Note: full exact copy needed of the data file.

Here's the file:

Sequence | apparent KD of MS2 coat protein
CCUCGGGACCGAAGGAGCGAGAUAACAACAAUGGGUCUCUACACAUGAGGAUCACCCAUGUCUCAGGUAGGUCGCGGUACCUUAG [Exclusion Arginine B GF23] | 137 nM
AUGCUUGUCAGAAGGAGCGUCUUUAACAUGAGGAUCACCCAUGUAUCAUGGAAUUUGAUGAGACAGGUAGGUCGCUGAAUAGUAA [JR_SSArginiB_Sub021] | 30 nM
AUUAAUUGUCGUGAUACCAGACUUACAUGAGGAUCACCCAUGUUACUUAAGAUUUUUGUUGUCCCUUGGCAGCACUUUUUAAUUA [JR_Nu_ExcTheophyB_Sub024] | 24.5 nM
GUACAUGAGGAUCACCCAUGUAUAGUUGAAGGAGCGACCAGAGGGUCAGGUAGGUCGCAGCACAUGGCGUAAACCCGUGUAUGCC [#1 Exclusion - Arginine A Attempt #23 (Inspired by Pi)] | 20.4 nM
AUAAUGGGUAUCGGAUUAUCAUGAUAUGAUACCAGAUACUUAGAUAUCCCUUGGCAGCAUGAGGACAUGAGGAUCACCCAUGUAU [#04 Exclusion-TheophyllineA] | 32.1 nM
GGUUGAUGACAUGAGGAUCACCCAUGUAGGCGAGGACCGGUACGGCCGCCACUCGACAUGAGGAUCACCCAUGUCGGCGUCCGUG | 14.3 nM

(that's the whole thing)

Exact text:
Sequence | apparent KD of MS2 coat protein
CCUCGGGACCGAAGGAGCGAGAUAACAACAAUGGGUCUCUACACAUGAGGAUCACCCAUGUCUCAGGUAGGUCGCGGUACCUUAG [Exclusion Arginine B GF23] | 137 nM
AUGCUUGUCAGAAGGAGCGUCUUUAACAUGAGGAUCACCCAUGUAUCAUGGAAUUUGAUGAGACAGGUAGGUCGCUGAAUAGUAA [JR_SSArginiB_Sub021] | 30 nM
AUUAAUUGUCGUGAUACCAGACUUACAUGAGGAUCACCCAUGUUACUUAAGAUUUUUGUUGUCCCUUGGCAGCACUUUUUAAUUA [JR_Nu_ExcTheophyB_Sub024] | 24.5 nM
GUACAUGAGGAUCACCCAUGUAUAGUUGAAGGAGCGACCAGAGGGUCAGGUAGGUCGCAGCACAUGGCGUAAACCCGUGUAUGCC [#1 Exclusion - Arginine A Attempt #23 (Inspired by Pi)] | 20.4 nM
AUAAUGGGUAUCGGAUUAUCAUGAUAUGAUACCAGAUACUUAGAUAUCCCUUGGCAGCAUGAGGACAUGAGGAUCACCCAUGUAU [#04 Exclusion-TheophyllineA] | 32.1 nM
GGUUGAUGACAUGAGGAUCACCCAUGUAGGCGAGGACCGGUACGGCCGCCACUCGACAUGAGGAUCACCCAUGUCGGCGUCCGUG | 14.3 nM